In the week of the infamous American Presidential Election, the feared voice of the public was transferred to other important matters like Toblerone’s recent change to their iconic, triangular chocolate.
The absolute disbelief surrounding these changes has dominated social media last week. Toblerone’s Facebook page, followed by over 4.5 million, issued a statement on Tuesday 8th explaining their hellish decision to change the classic confectionery. They claimed to “appreciate the passion of the Toblerone fans around the world.” Did I mention that the consumer outrage was global? They also made sure to stress that they will “never compromise on taste nor our famous Swiss quality and can assure you that the Toblerone recipe hasn’t changed.”
Toblerone celebrated its 100th anniversary in 2008 so these changes to the product were shocking to loyal consumers. There were multiple changes made to the product like weight reduction. The 400g Toblerone bar has been downsized to a mere 360-gram bar. Toblerone is distributed in 122 countries worldwide and the 170g bar, exclusive to the UK, has also changed to 150 grams. Not only has this change upset consumers because they want as much Toblerone as they can in one bar, but the Toblerone packaging sizes have not been changed in parallel. The few that are unaware of this change will buy their usual 400g bar of Toblerone in Sainsbury’s and have a disappointing reveal at home. It would be expected that if the size or shape of the chocolate bar itself is changing then surely the packaging will too.
As well as the weight reduction, the shape change has caused outrage also. The classic Toblerone shape is seen in the featured photo above, but now there are fewer peaks in the chocolate. The shape of the triangles within the Toblerone bar are inspired by the Matterhorn, a mountain of the Alps between Switzerland and Italy. This is shown on the logo on the golden packaging.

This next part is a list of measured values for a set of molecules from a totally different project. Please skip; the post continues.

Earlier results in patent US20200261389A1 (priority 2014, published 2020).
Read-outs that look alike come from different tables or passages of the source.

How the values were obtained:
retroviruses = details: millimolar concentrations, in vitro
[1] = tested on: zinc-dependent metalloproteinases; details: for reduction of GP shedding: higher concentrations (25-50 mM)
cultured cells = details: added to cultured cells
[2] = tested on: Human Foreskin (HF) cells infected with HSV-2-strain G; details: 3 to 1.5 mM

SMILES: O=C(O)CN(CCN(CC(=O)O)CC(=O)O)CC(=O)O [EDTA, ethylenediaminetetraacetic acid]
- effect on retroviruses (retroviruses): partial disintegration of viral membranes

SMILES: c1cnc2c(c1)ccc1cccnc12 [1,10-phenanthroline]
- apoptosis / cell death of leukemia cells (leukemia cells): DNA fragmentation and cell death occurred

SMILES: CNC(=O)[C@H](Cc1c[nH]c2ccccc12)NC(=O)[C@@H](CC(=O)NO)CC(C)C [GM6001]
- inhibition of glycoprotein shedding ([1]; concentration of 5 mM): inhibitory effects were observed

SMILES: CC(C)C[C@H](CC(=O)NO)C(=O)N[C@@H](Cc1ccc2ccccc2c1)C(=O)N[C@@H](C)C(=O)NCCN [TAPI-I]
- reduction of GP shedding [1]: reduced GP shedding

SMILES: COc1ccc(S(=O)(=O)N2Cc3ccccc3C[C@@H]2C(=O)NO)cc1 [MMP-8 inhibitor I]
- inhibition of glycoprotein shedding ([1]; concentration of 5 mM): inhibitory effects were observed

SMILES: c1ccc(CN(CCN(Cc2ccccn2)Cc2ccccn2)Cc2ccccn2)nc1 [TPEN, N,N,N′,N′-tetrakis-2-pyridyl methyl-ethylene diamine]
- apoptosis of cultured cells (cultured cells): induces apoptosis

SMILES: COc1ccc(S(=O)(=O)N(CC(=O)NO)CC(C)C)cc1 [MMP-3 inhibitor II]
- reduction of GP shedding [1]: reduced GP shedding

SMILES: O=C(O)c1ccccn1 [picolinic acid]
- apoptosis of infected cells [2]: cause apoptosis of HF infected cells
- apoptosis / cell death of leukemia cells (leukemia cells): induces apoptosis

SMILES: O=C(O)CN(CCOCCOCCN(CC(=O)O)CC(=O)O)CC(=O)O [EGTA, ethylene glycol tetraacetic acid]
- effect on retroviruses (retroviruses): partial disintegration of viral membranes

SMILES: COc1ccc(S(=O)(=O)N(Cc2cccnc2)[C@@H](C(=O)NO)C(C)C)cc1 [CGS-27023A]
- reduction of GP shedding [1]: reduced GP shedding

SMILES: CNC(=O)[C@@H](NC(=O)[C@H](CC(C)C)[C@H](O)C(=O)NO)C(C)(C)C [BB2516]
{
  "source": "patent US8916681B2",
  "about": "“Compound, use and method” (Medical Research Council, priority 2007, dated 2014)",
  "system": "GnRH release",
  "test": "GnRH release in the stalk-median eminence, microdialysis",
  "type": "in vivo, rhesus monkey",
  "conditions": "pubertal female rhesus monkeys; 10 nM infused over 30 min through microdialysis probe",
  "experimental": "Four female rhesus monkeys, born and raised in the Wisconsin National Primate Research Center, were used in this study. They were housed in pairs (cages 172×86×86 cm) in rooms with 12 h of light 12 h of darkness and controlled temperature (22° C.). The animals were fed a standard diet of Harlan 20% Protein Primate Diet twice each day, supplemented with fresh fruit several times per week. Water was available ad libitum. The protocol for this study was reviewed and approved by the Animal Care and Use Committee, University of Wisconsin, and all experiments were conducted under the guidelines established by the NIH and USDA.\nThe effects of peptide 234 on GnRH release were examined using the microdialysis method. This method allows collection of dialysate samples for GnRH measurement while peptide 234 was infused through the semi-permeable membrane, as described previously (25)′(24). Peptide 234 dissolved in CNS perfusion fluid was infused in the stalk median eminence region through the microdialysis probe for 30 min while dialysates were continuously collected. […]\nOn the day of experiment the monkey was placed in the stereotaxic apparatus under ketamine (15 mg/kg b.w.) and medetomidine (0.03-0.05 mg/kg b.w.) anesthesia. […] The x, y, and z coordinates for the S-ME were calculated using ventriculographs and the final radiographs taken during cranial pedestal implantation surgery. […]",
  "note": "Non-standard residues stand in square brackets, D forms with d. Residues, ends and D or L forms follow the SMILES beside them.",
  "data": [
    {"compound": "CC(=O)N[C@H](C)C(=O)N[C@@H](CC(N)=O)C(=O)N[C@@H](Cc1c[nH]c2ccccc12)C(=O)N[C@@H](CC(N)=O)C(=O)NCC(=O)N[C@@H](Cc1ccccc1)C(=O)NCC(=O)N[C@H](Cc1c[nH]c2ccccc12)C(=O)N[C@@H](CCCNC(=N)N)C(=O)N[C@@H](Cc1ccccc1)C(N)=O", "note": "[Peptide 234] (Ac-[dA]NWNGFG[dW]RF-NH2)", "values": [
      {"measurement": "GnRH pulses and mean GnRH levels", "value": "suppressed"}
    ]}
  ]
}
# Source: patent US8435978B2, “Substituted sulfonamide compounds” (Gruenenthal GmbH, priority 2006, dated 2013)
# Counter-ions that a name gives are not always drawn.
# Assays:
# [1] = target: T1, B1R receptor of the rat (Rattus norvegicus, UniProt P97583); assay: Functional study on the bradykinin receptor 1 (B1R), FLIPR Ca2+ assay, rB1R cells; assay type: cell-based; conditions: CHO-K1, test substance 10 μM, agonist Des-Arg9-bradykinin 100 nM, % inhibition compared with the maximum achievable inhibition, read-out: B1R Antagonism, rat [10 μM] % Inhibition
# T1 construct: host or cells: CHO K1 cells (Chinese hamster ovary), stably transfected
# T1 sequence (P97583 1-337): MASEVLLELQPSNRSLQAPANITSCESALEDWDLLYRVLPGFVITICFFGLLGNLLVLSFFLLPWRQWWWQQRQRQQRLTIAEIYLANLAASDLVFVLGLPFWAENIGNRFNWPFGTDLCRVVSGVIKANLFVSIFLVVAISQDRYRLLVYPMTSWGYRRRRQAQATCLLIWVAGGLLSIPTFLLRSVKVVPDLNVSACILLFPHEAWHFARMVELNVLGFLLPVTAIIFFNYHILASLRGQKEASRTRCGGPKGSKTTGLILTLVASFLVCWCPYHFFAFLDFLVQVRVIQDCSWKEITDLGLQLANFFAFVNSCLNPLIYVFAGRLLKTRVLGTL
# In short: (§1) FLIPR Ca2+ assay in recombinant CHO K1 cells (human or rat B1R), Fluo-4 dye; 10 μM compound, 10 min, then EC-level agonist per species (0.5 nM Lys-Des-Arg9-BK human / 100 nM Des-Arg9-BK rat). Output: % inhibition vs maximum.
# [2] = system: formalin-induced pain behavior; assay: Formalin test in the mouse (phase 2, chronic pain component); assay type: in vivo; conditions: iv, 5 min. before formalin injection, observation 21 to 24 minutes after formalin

One tweet used the hashtag: “#mindthegap” to describe the new form of Toblerone. It is clearly going to be harder to split with friends now as ‘one peak per person’ is no longer equal because of the awkward middle gap. How will we split fairly? Also, the obvious decrease in the usual number of peaks is how the company are making the content of chocolate in the bar smaller…as opposed to simply shortening the length of the bar? These peaks are what makes the chocolate confectionery so recognisable and iconic. This element of the product has been a timeless and unique trait, shown in this advert from 1969.
When companies change any element to a classic type of chocolate, it is almost always met with a universal sense of betrayal. For example, the catastrophic Cadbury’s Creme Egg change of early ’16. Cadbury’s Creme egg changed the chocolate that was used for the shell of the egg, from Cadbury’s Dairy Milk to a cheaper chocolate. Creme eggs lost £6 million this Easter after the recipe change. Cadbury’s Marketing Manager dared to claim that “The fundamentals of Cadbury’s Creme Egg remain exactly the same.”
In the grand scheme of other things going on in the world, it may not seem too important now but it definitely did at the time when the BBC’s article ranking higher than coverage of the election. Maybe this was just the public attempting to transfer their anger and fear towards other issues rather than the cause itself.